Our last blog post described our commitment to intentionally introduce our students to the classroom beyond the traditional walls of our school building and use God's awe-inspiring creation to provide them with interdisciplinary learning opportunities.
So what does learning like this look like?
Welcome to Valley Forge, where General George Washington trained the continental Army during the Revolutionary War's winter of 1777-78. 12,000 men trained there and 2,000 of those died due to starvation, cold, and disease amidst brutal and harsh conditions.
And last week Thursday WSCS's fifth-grade classes spent a day attempting to survive Valley Forge, recreated at our own Brian Dyk Nature Preserve right on our school property, thanks to teacher-"Generals" Zandee and VanderVennen; Janet Staal, Blandford Nature Center's educational consultant; and a small army of parent volunteers. You can read of this experience at Blandford's blog as well.
The fifth-graders had already spent time learning about Valley Forge in their classrooms, but experienced Valley Forge as soldiers in groups building shelters (using tarp and rope), drinking tea (melting snow over a fire), tracking animals (soldiers' next meals), and cooking fire-cakes -- a rather tasteless combination of flour and water -- over campfires.
Reading and talking about surviving such conditions is one thing; facing those challenges brought learning to an entirely different level.
Students used math skills to measure and mix ingredients for campfire cooking. Reading about the actual Valley Forge while waiting for our tea to cook - tea that might warm and nourish us - brought historical events to life.
Students recognized the importance of teamwork. Of the 13 colonies, Benjamin Franklin had declared, "Unite or die!" - and students quickly realized they would have to similarly unite as a team to survive the elements.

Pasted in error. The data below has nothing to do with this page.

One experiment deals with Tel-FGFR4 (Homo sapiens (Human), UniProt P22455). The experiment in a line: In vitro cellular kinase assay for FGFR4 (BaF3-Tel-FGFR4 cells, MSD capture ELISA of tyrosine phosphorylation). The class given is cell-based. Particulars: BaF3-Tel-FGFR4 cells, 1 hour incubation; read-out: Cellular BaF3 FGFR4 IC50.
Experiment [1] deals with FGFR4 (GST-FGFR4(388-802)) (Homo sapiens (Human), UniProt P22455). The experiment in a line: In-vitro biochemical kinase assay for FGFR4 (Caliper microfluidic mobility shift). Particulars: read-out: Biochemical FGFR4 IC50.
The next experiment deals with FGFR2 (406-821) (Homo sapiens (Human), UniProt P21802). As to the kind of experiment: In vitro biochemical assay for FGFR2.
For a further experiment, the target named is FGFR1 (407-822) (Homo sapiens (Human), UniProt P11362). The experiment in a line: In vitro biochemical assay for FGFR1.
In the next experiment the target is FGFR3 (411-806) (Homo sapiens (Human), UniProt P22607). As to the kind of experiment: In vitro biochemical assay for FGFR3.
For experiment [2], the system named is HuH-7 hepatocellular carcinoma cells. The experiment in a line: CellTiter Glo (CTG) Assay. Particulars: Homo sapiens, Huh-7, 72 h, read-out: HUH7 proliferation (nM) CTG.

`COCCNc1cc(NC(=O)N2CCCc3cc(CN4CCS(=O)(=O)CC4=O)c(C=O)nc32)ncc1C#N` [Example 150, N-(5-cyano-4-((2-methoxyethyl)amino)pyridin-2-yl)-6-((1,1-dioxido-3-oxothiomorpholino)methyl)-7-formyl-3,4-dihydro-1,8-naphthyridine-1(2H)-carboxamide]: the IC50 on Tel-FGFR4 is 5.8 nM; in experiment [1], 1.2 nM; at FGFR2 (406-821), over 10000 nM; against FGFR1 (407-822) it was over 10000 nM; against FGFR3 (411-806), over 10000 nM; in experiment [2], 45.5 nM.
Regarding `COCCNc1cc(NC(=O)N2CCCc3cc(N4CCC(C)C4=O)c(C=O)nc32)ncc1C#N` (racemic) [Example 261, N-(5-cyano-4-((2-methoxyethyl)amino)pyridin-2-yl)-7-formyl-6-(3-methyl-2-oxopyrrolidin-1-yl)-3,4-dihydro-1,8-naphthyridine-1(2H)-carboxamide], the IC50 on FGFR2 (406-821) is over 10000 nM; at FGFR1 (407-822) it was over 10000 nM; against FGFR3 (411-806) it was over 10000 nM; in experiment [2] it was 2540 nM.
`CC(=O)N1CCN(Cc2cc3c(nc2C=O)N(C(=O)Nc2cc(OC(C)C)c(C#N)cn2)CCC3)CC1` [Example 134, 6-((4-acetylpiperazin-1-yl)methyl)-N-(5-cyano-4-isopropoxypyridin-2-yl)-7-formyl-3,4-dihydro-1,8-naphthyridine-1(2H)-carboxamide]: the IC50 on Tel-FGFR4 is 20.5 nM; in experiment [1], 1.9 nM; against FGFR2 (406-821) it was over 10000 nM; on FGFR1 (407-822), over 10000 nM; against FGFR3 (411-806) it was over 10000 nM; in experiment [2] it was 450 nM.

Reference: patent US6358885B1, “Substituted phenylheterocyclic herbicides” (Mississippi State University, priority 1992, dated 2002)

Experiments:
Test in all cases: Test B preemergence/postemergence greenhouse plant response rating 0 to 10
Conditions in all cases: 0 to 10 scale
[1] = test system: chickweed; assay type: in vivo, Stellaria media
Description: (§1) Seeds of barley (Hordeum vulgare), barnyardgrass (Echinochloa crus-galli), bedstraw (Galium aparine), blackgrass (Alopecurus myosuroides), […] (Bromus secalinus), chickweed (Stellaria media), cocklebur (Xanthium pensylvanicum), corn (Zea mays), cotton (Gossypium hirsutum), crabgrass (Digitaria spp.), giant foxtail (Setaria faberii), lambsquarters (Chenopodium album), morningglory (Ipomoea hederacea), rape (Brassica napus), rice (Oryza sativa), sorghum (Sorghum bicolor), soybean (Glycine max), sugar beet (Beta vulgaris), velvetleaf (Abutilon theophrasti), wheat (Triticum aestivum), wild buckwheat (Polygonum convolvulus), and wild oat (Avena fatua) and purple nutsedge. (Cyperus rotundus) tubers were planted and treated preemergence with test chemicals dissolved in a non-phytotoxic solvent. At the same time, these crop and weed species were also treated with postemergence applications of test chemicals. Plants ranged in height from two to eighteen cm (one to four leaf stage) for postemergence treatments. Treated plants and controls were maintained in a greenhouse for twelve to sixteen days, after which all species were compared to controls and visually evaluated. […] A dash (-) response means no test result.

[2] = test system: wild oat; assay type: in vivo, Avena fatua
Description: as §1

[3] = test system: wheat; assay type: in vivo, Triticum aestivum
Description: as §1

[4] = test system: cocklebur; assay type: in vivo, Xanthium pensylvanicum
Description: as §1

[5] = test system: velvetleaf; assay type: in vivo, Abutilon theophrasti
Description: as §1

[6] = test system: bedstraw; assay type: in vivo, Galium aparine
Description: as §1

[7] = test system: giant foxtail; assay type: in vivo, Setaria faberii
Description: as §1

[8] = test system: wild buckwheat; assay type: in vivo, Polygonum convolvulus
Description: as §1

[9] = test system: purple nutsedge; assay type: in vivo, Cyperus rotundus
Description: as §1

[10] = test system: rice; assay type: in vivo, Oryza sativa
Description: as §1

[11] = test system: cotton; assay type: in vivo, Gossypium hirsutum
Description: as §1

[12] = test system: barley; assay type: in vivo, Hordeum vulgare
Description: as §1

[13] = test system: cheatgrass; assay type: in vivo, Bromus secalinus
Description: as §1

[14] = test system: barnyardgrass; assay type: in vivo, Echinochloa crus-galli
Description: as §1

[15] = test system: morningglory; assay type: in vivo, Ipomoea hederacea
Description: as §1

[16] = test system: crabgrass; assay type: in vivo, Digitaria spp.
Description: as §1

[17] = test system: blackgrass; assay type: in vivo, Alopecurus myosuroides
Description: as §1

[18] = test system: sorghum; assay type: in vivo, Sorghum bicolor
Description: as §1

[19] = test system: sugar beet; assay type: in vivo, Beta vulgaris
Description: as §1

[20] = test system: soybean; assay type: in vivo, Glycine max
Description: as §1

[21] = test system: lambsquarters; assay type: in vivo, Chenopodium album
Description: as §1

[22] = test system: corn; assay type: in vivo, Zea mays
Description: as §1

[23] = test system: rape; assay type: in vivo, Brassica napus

With temperatures last week in the low teens, students more personally understood the difficulties faced by the Continental soldiers.
As they glimpsed the soldier's passionate quest for independence - to the point of leaving trails of bloody footprints in the snow - they considered how easy it is to take for granted what so many people have struggled to obtain.
We read George Washington's prayer while the "troops" gathered in front of the preserve, and reflected on how he called on Almighty God to watch over and protect the troops during that difficult winter.
We pondered God's hand in history.
While fresh in their minds, students completed free-writes of their Valley Forge experience. These are just some of their observations about their learning experience at Valley Forge:
"When we started mixing the fire-cakes the drum sounded. We all ran with our fake stick muskets to meet George Washington and Baron Von Steuben."
"Baron Von Steuben came and trained us to be better soldiers!"
"I can't believe that the soldiers could live through that for five months!"
"These fire-cakes are even better than my mom's!"
"I learned that soldiers had to suffer."
We're happy to report that our fifth-graders survived the brutal winter at Valley Forge! Survived, with a much richer perspective of the experience these early patriots faced, a deeper understanding of the price of freedom, and lungs full of fresh, crisp, winter air from their outdoor classroom.